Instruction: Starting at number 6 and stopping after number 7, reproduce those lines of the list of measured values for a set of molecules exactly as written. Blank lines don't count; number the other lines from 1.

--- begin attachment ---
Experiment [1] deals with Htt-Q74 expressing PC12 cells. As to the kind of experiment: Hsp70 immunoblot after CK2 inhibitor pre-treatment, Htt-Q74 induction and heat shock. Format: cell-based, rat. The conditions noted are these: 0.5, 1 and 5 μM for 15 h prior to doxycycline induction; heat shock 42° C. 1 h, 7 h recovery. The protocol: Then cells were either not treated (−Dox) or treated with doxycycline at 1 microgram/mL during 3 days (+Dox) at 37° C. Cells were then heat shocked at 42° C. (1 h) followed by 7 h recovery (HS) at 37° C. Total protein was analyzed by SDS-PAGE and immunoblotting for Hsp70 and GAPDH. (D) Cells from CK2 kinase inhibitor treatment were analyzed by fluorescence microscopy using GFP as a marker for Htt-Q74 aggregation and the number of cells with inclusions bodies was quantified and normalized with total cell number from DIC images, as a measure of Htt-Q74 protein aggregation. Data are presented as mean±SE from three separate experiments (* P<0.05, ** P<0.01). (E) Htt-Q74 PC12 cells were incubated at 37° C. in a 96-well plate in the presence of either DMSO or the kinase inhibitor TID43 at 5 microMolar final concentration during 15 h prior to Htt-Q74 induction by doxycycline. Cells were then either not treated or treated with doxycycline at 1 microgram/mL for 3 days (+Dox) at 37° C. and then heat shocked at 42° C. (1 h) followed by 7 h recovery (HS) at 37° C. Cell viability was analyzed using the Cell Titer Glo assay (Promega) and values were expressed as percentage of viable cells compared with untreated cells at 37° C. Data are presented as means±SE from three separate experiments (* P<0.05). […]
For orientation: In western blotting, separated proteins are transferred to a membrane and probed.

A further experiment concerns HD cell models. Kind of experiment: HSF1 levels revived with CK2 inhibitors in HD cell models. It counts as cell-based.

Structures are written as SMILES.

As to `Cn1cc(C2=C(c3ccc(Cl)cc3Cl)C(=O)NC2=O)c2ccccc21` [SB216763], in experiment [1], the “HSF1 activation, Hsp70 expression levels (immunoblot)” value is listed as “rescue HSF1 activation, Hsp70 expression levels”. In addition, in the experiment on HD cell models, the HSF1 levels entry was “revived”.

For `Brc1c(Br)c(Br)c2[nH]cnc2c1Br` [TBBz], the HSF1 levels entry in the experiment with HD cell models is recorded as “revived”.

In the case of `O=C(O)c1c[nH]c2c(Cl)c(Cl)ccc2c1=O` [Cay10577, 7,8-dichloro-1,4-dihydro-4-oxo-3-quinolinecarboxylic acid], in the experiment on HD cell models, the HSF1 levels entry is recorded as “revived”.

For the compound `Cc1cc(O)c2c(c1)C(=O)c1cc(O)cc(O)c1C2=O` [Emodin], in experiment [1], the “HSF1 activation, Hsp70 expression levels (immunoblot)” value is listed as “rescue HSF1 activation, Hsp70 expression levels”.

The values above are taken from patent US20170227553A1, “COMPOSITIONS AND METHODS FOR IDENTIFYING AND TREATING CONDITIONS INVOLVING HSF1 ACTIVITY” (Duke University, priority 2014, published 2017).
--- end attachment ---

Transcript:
For `Brc1c(Br)c(Br)c2[nH]cnc2c1Br` [TBBz], the HSF1 levels entry in the experiment with HD cell models is recorded as “revived”.

In the case of `O=C(O)c1c[nH]c2c(Cl)c(Cl)ccc2c1=O` [Cay10577, 7,8-dichloro-1,4-dihydro-4-oxo-3-quinolinecarboxylic acid], in the experiment on HD cell models, the HSF1 levels entry is recorded as “revived”.